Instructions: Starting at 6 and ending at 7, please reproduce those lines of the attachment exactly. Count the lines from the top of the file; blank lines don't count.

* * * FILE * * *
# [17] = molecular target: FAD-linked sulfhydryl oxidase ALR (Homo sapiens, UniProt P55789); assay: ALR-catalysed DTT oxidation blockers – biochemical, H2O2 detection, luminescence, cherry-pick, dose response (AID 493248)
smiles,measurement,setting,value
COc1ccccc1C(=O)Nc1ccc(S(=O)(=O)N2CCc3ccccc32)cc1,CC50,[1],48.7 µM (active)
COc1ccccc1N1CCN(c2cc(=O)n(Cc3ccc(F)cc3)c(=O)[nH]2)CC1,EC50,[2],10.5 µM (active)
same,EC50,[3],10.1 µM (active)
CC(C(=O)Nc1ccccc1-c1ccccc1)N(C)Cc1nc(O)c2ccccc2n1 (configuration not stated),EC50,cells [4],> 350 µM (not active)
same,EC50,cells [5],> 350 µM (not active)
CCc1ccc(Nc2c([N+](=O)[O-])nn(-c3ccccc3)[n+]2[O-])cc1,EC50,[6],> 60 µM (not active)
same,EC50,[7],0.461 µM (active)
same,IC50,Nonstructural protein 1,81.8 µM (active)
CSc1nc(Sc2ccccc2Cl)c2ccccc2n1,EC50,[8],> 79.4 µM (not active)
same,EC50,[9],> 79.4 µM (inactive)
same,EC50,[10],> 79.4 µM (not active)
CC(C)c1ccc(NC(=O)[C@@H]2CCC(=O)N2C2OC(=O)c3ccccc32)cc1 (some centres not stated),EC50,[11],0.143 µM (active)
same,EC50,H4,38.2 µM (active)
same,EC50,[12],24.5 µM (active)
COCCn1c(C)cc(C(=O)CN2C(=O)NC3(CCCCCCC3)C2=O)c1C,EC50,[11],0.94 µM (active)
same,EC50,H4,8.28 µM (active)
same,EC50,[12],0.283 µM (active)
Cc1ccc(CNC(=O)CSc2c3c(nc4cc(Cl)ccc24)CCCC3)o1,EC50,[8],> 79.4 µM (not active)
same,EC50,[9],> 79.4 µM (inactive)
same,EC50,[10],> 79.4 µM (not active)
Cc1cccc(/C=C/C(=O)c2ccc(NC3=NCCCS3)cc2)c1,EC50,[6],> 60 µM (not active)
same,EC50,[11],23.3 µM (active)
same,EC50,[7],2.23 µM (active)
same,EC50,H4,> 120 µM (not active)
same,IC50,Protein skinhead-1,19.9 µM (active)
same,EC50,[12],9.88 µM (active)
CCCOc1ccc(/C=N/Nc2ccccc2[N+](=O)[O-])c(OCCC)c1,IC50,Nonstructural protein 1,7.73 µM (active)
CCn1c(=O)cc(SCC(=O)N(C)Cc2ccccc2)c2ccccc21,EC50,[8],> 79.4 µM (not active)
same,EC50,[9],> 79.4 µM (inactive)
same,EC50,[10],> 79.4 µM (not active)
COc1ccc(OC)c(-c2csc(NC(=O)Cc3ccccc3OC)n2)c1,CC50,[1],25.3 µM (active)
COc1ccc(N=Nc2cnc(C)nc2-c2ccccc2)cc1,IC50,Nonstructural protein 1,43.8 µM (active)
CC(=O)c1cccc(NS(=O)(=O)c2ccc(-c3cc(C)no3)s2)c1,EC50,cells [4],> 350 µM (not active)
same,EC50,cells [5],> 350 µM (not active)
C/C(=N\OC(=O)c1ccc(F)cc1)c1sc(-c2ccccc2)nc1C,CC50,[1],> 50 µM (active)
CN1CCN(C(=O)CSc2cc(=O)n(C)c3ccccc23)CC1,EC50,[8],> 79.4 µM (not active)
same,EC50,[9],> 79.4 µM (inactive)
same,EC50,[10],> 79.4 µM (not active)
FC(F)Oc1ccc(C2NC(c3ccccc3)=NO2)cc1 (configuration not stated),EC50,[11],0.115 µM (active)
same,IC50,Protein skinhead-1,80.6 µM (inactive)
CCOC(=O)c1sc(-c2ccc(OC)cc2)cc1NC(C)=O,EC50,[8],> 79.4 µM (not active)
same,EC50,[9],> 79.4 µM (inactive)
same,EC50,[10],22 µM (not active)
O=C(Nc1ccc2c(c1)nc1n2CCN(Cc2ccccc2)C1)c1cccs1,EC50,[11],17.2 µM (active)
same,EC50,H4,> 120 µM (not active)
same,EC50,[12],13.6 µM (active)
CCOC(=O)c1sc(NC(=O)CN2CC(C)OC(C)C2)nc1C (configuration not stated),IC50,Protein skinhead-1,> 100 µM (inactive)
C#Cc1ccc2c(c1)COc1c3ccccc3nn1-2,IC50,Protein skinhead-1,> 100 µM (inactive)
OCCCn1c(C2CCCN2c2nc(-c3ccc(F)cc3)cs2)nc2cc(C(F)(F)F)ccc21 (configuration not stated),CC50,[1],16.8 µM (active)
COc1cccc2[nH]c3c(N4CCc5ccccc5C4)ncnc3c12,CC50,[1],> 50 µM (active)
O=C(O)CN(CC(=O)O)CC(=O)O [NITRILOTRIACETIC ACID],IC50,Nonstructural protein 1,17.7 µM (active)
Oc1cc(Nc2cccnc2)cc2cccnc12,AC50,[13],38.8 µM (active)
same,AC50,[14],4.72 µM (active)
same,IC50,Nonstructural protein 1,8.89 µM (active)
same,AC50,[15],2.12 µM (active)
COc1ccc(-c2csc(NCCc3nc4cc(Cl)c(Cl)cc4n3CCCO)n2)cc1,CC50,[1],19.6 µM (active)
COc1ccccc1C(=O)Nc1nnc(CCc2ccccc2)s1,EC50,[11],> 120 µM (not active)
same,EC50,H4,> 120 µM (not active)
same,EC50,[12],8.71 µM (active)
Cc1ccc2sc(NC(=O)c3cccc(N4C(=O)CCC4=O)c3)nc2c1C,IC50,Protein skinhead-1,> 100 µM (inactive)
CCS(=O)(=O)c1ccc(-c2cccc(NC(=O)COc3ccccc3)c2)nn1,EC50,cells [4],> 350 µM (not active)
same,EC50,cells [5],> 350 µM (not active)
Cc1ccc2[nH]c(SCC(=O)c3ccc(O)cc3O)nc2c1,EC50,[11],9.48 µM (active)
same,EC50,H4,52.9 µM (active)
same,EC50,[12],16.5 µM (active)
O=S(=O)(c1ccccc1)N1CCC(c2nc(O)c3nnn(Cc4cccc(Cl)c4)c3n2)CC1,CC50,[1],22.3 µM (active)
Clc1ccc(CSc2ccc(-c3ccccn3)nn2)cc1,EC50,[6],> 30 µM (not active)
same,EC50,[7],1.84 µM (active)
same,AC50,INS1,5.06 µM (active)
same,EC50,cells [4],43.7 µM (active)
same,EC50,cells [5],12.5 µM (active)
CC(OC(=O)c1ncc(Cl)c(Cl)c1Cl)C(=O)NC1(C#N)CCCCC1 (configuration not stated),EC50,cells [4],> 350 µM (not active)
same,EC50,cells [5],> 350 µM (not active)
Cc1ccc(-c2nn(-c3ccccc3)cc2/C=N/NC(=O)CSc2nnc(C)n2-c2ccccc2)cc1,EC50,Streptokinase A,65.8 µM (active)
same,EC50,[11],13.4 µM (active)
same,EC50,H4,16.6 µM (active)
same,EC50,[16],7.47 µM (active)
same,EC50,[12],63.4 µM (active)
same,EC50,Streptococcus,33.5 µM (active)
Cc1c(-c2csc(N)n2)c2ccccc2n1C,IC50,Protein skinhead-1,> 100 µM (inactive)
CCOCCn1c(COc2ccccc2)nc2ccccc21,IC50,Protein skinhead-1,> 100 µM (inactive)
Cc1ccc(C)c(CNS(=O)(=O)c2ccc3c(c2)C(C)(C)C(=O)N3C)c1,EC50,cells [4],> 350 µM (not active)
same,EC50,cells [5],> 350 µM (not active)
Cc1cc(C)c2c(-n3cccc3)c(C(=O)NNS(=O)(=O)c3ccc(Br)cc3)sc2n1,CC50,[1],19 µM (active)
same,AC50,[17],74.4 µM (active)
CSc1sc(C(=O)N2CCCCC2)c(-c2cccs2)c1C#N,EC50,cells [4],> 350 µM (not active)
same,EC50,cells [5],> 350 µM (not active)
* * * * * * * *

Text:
CC(C(=O)Nc1ccccc1-c1ccccc1)N(C)Cc1nc(O)c2ccccc2n1 (configuration not stated),EC50,cells [4],> 350 µM (not active)
same,EC50,cells [5],> 350 µM (not active)